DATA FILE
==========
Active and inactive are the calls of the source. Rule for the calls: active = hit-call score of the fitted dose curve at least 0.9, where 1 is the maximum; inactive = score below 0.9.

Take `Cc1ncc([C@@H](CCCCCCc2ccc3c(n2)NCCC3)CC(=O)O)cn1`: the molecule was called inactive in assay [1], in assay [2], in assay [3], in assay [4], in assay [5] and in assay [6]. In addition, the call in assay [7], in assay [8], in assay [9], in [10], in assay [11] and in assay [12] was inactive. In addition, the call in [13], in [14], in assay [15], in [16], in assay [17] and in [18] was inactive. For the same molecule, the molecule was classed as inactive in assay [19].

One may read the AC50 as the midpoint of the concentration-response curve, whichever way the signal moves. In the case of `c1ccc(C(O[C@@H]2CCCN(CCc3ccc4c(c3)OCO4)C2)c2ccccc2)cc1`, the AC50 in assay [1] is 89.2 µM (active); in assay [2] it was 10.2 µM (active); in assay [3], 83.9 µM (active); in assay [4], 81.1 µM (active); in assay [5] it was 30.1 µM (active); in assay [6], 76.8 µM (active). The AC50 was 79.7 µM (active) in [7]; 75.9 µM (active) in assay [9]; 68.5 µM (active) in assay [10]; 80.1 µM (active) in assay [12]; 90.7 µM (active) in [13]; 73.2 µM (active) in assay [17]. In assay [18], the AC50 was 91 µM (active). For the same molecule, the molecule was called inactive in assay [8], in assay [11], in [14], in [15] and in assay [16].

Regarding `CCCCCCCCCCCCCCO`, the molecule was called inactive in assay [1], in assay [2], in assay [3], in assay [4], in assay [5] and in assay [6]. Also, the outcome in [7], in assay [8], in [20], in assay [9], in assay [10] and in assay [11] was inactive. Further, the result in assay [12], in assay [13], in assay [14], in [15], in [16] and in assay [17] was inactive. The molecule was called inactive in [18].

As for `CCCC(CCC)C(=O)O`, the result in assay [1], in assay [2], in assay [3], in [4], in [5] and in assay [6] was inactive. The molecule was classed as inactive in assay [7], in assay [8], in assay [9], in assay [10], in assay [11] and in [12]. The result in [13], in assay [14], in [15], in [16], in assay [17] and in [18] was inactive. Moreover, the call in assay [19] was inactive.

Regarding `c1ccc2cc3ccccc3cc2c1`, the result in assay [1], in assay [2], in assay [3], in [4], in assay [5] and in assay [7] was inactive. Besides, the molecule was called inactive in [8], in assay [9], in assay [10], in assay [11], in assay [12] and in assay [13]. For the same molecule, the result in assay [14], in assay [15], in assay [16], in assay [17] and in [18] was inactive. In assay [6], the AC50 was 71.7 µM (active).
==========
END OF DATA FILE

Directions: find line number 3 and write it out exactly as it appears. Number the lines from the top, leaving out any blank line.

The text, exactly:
One may read the AC50 as the midpoint of the concentration-response curve, whichever way the signal moves. In the case of `c1ccc(C(O[C@@H]2CCCN(CCc3ccc4c(c3)OCO4)C2)c2ccccc2)cc1`, the AC50 in assay [1] is 89.2 µM (active); in assay [2] it was 10.2 µM (active); in assay [3], 83.9 µM (active); in assay [4], 81.1 µM (active); in assay [5] it was 30.1 µM (active); in assay [6], 76.8 µM (active). The AC50 was 79.7 µM (active) in [7]; 75.9 µM (active) in assay [9]; 68.5 µM (active) in assay [10]; 80.1 µM (active) in assay [12]; 90.7 µM (active) in [13]; 73.2 µM (active) in assay [17]. In assay [18], the AC50 was 91 µM (active). For the same molecule, the molecule was called inactive in assay [8], in assay [11], in [14], in [15] and in assay [16].